|I'm staying in a rather plain neighborhood|
but this is part of my view every time I walk to town.
The rainy season is upon us here in San Cristóbal so afternoon excursions now routinely include an umbrella and plastic pancho and generally wind up with me taking refuge in a coffee shop. Today's shop was La Casa del Pan Papalotl, an organic, health food restaurant. Since part of my study process is to review menus for words I don't know, I was delighted to find a quote on the front of the menu.
Trying to decode blocks of Spanish is good exercise but is sometimes a little synapse-tangling because of word orders and verb conjugations which sometimes make you think you know what they're saying until you realize you don't know who's speaking or to whom or about what. This quote was actually fairly straight forward, however … which I'm coming to recognize means that it is a probable translation of English to Spanish likely by a native English speaker. However, I grappled through the translation … with some help from Google Translate … and discovered that the author was Kahlil Gibran. Here is the original quote (which is very close to what I came up with from the Spanish):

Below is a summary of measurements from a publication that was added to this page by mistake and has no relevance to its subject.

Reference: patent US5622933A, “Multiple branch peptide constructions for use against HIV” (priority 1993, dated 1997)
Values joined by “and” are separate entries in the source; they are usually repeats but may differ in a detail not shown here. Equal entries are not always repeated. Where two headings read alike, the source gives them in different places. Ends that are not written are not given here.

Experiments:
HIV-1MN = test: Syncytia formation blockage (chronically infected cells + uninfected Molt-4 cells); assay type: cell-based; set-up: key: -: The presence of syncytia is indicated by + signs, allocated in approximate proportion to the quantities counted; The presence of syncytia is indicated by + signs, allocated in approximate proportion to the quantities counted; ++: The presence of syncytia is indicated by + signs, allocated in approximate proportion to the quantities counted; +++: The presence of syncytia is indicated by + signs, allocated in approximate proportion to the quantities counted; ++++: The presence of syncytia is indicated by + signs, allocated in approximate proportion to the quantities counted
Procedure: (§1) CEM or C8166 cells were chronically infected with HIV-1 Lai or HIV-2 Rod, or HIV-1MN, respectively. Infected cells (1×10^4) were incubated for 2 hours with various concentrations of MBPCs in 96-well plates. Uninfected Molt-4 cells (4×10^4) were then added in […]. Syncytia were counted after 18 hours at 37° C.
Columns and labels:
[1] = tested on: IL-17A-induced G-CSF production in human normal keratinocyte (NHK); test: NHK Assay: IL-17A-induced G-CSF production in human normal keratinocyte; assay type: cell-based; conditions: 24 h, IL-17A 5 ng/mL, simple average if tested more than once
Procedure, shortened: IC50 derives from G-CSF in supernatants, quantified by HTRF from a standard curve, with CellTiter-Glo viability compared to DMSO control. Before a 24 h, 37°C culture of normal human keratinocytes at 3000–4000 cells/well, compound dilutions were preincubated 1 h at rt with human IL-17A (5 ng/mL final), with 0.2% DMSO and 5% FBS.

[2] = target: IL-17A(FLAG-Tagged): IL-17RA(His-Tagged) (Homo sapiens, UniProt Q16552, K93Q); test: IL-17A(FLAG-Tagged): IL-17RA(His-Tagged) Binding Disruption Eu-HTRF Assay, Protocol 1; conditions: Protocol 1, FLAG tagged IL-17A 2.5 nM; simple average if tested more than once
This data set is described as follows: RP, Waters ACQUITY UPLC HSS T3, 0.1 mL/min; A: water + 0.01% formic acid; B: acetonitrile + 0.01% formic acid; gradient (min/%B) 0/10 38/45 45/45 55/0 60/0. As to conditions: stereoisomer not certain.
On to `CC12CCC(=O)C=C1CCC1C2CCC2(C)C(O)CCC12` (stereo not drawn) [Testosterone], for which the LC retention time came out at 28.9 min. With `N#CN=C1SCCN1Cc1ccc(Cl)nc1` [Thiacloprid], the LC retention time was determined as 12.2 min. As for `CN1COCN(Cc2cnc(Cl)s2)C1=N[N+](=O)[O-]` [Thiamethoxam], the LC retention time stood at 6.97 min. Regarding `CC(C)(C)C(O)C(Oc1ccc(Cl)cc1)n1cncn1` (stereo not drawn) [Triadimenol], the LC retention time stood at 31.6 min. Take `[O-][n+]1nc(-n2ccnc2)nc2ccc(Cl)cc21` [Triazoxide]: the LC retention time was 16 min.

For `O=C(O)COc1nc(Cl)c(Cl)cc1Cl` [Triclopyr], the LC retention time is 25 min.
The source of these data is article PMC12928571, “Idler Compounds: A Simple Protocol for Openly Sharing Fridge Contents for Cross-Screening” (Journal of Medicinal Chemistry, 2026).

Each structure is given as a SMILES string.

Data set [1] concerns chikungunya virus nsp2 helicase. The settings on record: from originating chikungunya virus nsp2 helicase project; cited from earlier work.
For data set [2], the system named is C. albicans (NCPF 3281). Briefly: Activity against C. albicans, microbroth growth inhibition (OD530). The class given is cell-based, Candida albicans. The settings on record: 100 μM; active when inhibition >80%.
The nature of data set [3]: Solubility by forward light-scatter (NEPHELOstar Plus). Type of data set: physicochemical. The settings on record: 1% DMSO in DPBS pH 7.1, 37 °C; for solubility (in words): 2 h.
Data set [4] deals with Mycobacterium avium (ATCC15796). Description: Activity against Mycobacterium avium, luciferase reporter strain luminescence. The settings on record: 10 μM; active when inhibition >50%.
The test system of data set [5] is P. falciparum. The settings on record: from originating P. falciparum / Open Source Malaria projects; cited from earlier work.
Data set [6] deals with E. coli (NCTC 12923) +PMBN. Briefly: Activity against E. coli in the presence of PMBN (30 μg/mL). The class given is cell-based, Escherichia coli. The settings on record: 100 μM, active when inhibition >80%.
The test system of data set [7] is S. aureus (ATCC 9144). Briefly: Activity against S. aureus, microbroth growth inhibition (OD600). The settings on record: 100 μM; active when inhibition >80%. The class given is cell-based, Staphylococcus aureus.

|The women (and men) who make these|
incredible textiles are obviously
working with love.
And if you cannot work with love but only with distaste, it is better that you should leave your work and sit at the gate of the temple and take alms of those who work with joy.
For if you bake bread with indifference, you bake a bitter bread that feeds but half man's hunger.
I like how he takes the idea from the abstract concept of work to the basic idea of baking bread, for what is work, after all? We tend to think of it as what people pay us to do. We could, however, think of it as what we do that takes effort, mental or physical, to achieve a goal or purpose. That larger definition includes all the things we do that has a purpose but does not generate income … raising children, making art, pursuing a hobby, cooking a meal … or in my case right now, studying a new language.
I am doing this work with love. I truly think I'm enjoying the exploration of this beautiful language as much as I am seeing this incredible part of the world. What a gift to be in the midst of an experiential learning process that requires studying menus in new coffee shops and discovering that canela in Mexico and cinnamon in Tennesee is the same ingredient that brings magic to a hunk of dough. This is definitely jubilado and there is no bitter bread on this journey!
|This sign is in several places around town ...|
Mexico is definitely my museum.
Here are a couple of pictures from the textile museum ... a fabulous place to explore the work of the highland weavers and embroiderers.